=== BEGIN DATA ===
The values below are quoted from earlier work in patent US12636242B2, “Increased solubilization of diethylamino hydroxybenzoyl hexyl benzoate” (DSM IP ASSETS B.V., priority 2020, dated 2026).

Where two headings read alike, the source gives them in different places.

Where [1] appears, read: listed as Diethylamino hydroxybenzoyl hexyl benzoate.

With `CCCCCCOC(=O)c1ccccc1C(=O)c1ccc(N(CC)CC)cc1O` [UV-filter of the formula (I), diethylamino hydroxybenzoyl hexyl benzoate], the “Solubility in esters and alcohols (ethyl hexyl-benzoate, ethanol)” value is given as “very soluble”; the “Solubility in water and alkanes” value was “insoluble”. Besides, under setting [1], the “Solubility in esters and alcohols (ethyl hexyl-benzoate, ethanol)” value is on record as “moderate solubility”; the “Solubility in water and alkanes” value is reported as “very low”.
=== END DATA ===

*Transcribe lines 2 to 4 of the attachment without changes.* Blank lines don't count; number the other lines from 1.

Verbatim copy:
Where two headings read alike, the source gives them in different places.

Where [1] appears, read: listed as Diethylamino hydroxybenzoyl hexyl benzoate.

With `CCCCCCOC(=O)c1ccccc1C(=O)c1ccc(N(CC)CC)cc1O` [UV-filter of the formula (I), diethylamino hydroxybenzoyl hexyl benzoate], the “Solubility in esters and alcohols (ethyl hexyl-benzoate, ethanol)” value is given as “very soluble”; the “Solubility in water and alkanes” value was “insoluble”. Besides, under setting [1], the “Solubility in esters and alcohols (ethyl hexyl-benzoate, ethanol)” value is on record as “moderate solubility”; the “Solubility in water and alkanes” value is reported as “very low”.